It looked like every piece of outdoor equipment had been sold out of the store. The bikes were gone. The tents were gone. Sleeping bags were missing, guns sold out. Even hammocks were sold out.

I hadn’t been shopping for anything but essentials in a long time, so I was taken aback by how almost anything to do with getting outside was sold out. Some of it is, I’m sure, due to complicated supply chains that have been impacted by COVID-19. Deep down, though, I hoped that people were turning to the outdoors as a safe place to hang out and do things when other things were shut down.

It made me smile. Getting outside is important for your physical and emotional health, as study after study has proven. It was good to see that perhaps more people were getting outside.

I was in the store to grab a bottle of fuel for our camping stove before our upcoming weekend trip to the Allegheny National Forest. We have a favorite campsite in a favorite campground that sits off the beaten path and has never had people in more than a quarter of the campsites.

For the first time, it was a challenge to reserve our favorite spot and we had to shift our camping plans from a Friday-Sunday trip to a Saturday – Monday trip to get the site we wanted. Looking back, that should have been a foreshadowing of what was to come.

Campgrounds and other outdoor places seem more crowded as people reconnect with nature and other forms of entertainment are closed.

The campground, normally quiet, was overflowing with people. Most, if not all, of the sites were full. There were families, bikers, boaters, kayakers, hikers, and outdoor enthusiasts of all ages, from crying toddlers tenting for the first time to grizzled camping veterans whose campsites looked like a slice of home in the woods.

The full campground caused a harsh reaction deep in my gut. My first reaction was “Where did all these people come from? This is SO busy.” We have been camping at that campground for more than a decade and never, ever seen so many people there. It felt weirdly wrong to have to share the campground with so many people, as if they were trespassing on our vacation.

I was thrilled that all the camping gear was sold out in stores, but I hadn’t expected to have to share my campground with the people who bought it. That may be wrong, obviously those campsites are there for a reason, but my initial instinct was to not like the crowded campground at all.

My second reaction was amazement. This many people had never filled the campground before and, even with so many people, it was quiet. Some of the things that have ruined other camping trips, like blasting music, barking dogs, and fireworks in the wee hours, never happened. It was exciting to see so many people reconnecting to nature.

In a time when so many things are closed, nature is always open. I long ago learned that time outside was essential for me to be happy. In college, I would take my notes and study outside. When I worked in a city, my lunch breaks would be wanderings through the downtown parks with Chinese takeout. For me, getting outside is important if I want to stay grounded, focused and happy. I am not the only one.

In an article on the importance of getting outside published by the University of Washington, researchers said basically the same thing.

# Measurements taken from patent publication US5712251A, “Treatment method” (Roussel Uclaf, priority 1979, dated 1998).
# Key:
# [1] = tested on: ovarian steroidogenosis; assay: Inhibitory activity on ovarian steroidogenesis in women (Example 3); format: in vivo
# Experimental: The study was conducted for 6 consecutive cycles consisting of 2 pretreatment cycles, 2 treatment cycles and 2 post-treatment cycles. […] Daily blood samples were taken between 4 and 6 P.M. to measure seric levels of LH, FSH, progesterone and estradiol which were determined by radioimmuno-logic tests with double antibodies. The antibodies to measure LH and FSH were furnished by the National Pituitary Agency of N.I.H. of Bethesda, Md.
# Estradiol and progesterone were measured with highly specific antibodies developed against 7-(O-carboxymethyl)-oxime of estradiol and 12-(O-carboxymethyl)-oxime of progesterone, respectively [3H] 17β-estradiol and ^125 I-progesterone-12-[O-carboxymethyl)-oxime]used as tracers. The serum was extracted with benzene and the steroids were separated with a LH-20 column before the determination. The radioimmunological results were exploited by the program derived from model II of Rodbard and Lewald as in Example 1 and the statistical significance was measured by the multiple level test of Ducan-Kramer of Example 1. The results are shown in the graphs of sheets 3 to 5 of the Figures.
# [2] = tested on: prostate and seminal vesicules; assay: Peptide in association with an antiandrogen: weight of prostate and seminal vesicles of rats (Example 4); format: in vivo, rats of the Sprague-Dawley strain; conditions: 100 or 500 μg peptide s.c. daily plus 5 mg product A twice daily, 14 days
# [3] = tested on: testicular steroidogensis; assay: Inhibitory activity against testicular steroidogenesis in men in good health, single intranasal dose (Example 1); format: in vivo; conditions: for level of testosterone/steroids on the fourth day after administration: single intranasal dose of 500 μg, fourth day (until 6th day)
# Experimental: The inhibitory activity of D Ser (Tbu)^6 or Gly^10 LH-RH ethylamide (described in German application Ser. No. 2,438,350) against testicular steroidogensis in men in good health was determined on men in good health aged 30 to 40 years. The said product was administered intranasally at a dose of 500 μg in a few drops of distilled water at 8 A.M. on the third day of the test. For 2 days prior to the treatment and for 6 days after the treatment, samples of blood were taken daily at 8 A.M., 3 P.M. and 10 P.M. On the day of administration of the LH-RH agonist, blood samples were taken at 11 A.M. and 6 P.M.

“Studies have proven that even the smallest bit of nature — a single tree, a small patch of flowers, a house plant — can generate health benefits,” said Kathleen Wolf, a UW research social scientist in the School of Environmental and Forest Sciences. “Look closely in your neighborhood, and the bit of nature you may have taken for granted up until now may become the focus of your attention and help you feel better.”

One study, reported in the journal Nature, stated “living in greener urban areas is associated with lower probabilities of cardiovascular disease, obesity, diabetes, asthma hospitalization, mental distress and ultimately mortality, among adults; and lower risks of obesity and myopia in children. Greater quantities of neighborhood nature are also associated with better self-reported health, and subjective well-being in adults, and improved birth outcomes, and cognitive development, in children.”

Spending two hours or more a week outside is essential for your health, according to a study in the journal Nature. Photo by Jeff Tome

That’s a long, fancy way of saying that getting outside in a natural setting for a couple of hours every week is good for you, with health benefits that can be measured in both children and adults.

Getting people outside is a big part of what Audubon Community Nature Center encourages. Not only are there countless benefits to getting outside in an emotional and physical way, but you can’t learn about or care about a planet that you only experience through a TV screen or a window.

Make it a goal to spend two hours outside this week. That is the threshold where health benefits start to become measurable. Two hours can mean 15 to 20 minutes a day, drinking coffee in the backyard or gardening, or a couple of hikes or bike rides.

Do it for your health and your family’s health. Outside time is important.

Audubon Community Nature Center builds and nurtures connections between people and nature. ACNC is located just east of Route 62 between Warren and Jamestown. The trails are still open from dawn to dusk as is Liberty, the Bald Eagle. Though the Nature Center is currently closed, including restrooms, due to COVID-19 restrictions, drive-thru sales are available from the Blue Heron Gift Shop and Day Camps are open. More information can be found online at or by calling (716) 569-2345.